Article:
I'm planning the itinerary for our europe vacation (will be traveling from munich>salzburg>interlaken>venice>florence)....and am getting very confused. There is the Eurail.com website, raileurope.com, and the DB Bahn website....all with different timetables/schedules for trains, some with vastly different durations from one city to the next. I'm wondering what is reliable in terms of schedule. I have not bought passes yet, but will likely be getting the Select Pass....just don't know how to plan our trip the best....suggestions would be appreciated!
The only websites I would trust more than DB for scheduling information are those for other national rail companies in their own countries (ie, SBB in Switzerland, ÖBB in Austria). You would do best to forget you ever heard of Rail Europe or Eurail.
Is the select pass or similar passes good on all the trains on those individual country s rail websites? And if you want to make a reservation what site do you go through?
Yes, a Select Pass will be good on national rail trains for all countries covered by the pass. For the countries in which you will be traveling you can buy seat reservations for trains that require them at train stations as you go. However, if you can commit to specific departure dates and time and book well in advance (90-120 days), point-to-point tickets will be cheaper than a pass. Munich-Salzburg: A Bayern-Ticket costs €22 for the first person and €4 for each additional person up to a total of five people traveling together. You must travel on regional trains and depart after 09:00 on weekdays (anytime on weekends). No need to buy a Bayern-Ticket in advance. Buy it on the day of travel in Munich. Salzburg-Interlaken: Book on the Austrian Rail site to get a discount fare as low as €49.00. Interlaken-Venice: Book on the Swiss Rail site to get a discount fare as low as CHF 92.00. Venice-Florence: Book on the Trenitalia site to get a Super Economy fare as low as €19.00.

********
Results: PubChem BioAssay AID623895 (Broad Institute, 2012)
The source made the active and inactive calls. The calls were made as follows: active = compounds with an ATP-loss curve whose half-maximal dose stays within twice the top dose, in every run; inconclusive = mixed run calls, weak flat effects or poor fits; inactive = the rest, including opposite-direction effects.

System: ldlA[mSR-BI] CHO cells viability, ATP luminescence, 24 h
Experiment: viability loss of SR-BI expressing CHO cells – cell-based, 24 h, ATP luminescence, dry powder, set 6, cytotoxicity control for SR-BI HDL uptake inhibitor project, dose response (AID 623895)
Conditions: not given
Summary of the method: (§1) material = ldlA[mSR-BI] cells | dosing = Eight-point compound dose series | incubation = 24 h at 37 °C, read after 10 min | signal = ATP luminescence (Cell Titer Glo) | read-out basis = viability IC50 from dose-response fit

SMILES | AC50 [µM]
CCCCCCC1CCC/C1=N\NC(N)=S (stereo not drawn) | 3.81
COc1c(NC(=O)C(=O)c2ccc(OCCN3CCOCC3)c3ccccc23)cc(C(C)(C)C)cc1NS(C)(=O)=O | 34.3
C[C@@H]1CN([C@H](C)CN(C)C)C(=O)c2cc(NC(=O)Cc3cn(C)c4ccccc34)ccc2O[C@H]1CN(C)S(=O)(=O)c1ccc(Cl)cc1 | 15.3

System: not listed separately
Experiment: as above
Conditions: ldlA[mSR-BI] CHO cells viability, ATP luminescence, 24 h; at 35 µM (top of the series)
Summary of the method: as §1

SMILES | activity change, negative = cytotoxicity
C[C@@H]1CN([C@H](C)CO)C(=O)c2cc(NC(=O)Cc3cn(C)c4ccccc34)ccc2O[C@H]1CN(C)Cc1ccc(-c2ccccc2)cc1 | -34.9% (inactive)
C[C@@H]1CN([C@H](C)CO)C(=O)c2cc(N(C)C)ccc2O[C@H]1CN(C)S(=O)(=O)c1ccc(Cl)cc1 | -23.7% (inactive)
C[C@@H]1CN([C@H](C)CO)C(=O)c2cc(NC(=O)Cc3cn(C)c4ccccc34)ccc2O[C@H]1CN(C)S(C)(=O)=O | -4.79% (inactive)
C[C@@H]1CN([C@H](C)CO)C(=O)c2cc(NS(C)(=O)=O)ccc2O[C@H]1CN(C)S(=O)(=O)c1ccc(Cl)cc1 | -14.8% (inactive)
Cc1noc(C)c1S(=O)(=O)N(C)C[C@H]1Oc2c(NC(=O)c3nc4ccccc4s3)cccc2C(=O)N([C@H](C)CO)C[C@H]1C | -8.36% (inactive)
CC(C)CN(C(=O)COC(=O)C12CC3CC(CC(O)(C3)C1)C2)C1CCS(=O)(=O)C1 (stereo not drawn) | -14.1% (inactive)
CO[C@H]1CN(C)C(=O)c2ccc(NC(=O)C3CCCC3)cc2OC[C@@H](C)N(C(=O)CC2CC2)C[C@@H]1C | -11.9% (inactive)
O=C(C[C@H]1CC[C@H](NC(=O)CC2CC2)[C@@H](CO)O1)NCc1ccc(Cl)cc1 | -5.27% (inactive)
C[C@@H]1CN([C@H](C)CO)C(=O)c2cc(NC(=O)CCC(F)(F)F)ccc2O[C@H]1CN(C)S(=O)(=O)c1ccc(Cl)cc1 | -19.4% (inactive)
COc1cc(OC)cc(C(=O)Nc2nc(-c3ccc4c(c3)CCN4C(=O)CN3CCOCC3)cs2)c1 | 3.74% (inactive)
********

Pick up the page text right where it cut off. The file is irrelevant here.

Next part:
Ok, so just to clarify....the Trenitalia, for example...that would be covered by a Eurail Pass that covers Italy as one of my countries? That is good news, because I was loooking on the trenitalia website and found trains from venice to florence in 2 hours, where on the eurail website it said they took almost 10 or more!
I just want to make sure that if I do get the pass, that I'm not also having to pay for individual trains (that arent covered). I do have very specific dates and times that I'm looking for, so if the DB Bahn website is accurate, which all the posts I've read about it says its the most accurate (not to trust Eurail or raileurope websites), then I should count on those times as being correct? If i do buy point to point tickets, and reserve in advance for some, what happens if i miss a connection? or the train is late, causing me to miss a connection? If i've already paid, can I get on another train??